I was sit­ting gainst her tree, felt its bark on my back soft as a wil­low pret­ty as a red­wood. Just could­n’t right get that cask out­ta my head. It was laid out there like it always is with two vines wrapped tight and leaves pret­ty­ing up the wood.

Kept whis­per­ing myself “I’m a mag­ic man, It won’t kill me. They call me boy of grass­es, no brew o’ the Green could put a stitch in my soul or body.”

Came close to pulling out the cork as I could, fin­gers wrapped like a sin­ner round the root.

That’s when I got to real­izin’ would­n’t kill me if I drank it. Was­n’t about that now at all, she’d gone so long with that brew and kept it well. Even if she did­n’t brew up wine so much as poi­son, was her choice now right?

What gone hap­pened to me? Said I did­n’t need her brew to be beside her, though as a boy did­n’t rec­og­nize my words quite so.

It’s what I got to remem­ber, if I’m a mag­ic man or a boy o’ grass­es or a faerie man or a Wiz­ard. Don’t mat­ter. Won’t open that cask for noth­in in the world but if she asked.

And I don’t think its in ole Aliyah, young as she is, to ask. 

Damn but Da did­n’t yell for days when I moved up to the base of the hill. Must have been a sight, was as every­one told it.

“There went the boy, boy o’ grass­es ya know? Tarin? He just walked up with a heavy-plank tent and some ham­mers, right down to the hill. Where the roads meet. His Da and his Ma were yelling and cry­ing, all his brod­ders went up and bran­dish­ing tools like he was­n’t damn a man already.

Then the Witch came down the hill, with her own cry­ing and yelling and throw­ing out flow­ers that hissed. Our good ole boy just looked ’em all and smiled. ‘If you want a potion I’ll brew it, but I aint no Wiz­ard. If you want me gone, say screw it. I’m on the road not on your hill.’ Then he plopped down to his tent and said good night and a prayer. And was off, that ole flop­py hat over his face. What a boy he is, isn’t he?”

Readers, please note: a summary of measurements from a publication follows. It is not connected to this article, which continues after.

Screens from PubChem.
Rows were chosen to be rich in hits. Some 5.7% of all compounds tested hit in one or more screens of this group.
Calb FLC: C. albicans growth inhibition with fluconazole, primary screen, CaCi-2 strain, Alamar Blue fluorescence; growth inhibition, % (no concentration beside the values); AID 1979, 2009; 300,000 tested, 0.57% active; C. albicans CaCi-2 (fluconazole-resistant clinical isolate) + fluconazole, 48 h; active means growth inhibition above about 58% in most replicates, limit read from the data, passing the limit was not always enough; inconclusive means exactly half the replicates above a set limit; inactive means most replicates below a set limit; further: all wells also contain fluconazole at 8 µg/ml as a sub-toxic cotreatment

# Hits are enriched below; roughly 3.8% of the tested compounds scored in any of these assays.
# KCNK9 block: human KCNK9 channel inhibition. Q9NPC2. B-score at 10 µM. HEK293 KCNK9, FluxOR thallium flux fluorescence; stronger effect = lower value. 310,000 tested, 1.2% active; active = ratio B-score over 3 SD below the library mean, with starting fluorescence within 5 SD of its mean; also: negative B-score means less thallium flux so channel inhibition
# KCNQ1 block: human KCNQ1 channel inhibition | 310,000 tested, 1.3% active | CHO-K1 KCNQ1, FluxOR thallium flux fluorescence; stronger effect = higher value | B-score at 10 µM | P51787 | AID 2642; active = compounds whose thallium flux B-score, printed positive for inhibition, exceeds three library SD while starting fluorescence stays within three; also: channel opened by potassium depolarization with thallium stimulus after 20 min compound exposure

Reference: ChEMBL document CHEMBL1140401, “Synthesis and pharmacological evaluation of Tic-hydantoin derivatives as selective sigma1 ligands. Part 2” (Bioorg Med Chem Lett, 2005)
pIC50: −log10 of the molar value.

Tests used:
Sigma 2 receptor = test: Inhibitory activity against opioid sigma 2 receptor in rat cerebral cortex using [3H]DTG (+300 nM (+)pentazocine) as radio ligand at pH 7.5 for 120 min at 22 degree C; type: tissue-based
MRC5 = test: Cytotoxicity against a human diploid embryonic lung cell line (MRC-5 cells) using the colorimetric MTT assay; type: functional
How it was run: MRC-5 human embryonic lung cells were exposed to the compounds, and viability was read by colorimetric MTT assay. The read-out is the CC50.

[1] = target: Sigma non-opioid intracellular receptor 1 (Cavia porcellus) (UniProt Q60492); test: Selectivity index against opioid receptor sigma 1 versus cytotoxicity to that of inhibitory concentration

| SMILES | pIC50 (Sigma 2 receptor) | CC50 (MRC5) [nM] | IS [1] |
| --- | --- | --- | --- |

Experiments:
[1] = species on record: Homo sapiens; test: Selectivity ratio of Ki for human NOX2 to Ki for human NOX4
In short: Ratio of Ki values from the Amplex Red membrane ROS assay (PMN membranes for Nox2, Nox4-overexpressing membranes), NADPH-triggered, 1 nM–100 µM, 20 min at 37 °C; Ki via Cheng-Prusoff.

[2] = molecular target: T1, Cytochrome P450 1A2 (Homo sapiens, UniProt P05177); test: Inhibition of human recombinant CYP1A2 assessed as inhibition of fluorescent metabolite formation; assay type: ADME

They aren’t wrong in how it hap­pened but a bit full on the dra­ma, even for a small town like Lilies. It was­n’t such a big play on my part. Just been a time these years, up at the hill all day every day. Since four years  I nev­er left her gar­den but home and back. 

The walks get­ting to drag on me is all. And Ma’s always on me to go tast­ing brews. When I’ve not want­ed a wom­an’s wine, or any oth­er kind, for years. Only one’d do me, anyways.

Da’s final­ly set­tling on it, and got her set­tled to at last. Keeps sayin “My boy, Wiz­ard by the Road. Out there on cross tween Lilies and Bram­ble, under Witch’s hill.”

Not that Aliyah liked it much, would­n’t speak a word to me for a week. Not a kind one a month after. She’s get­ting in the step of things now, not so mad at me. Though she won’t stop look­ing off at her tree and back to me like we had some­thing in com­mon. Guess we both have roots round here. 

Those first days were sketchy. Thought she might poi­son me sick a few times. She would­n’t ban me from the gar­den though, did­n’t even make a pass at it. 

A right call on her there. We call it hers, but a good half those leaves is mine. Our plants and projects run over each oth­er, flow­ers just wrestling in com­pe­ti­tion; looks so grand.

Walks a lot short­er now, can work a sight longer too. Start grow­ing up some prop­er moon-weeds when sea­son comes, start a few dif­fer­ent vines. That’ll make din­ner a sight nicer too, in the winter. 

Aliyah and I eat sep­a­rate most nights, but every few we’ll have a lit­tle throw out under the tree. I lay back on a blan­ket and stare and she sits, sad­dled on that big ole wine cask buried half in the dirt.

We don’t talk much at din­ner, but I fall sleep right under her tree. Wake up to her in the morn­ing sprin­kling water on my face like I’ll do some­thing with it. She smiles at me when I sput­ter. Still has that tulip smile made me keep com­ing back as a boy. I smile right with her now, before walk­ing down and get­ting dressed to meet the morning.

It’s a fine time liv­ing down from her on the hill. 


Chris­t­ian K. Mar­tinez has had cre­ative work pub­lished in Alien­Skin Mag­a­zine, Bards and Sages Quar­ter­ly and at Nev­er­met Press.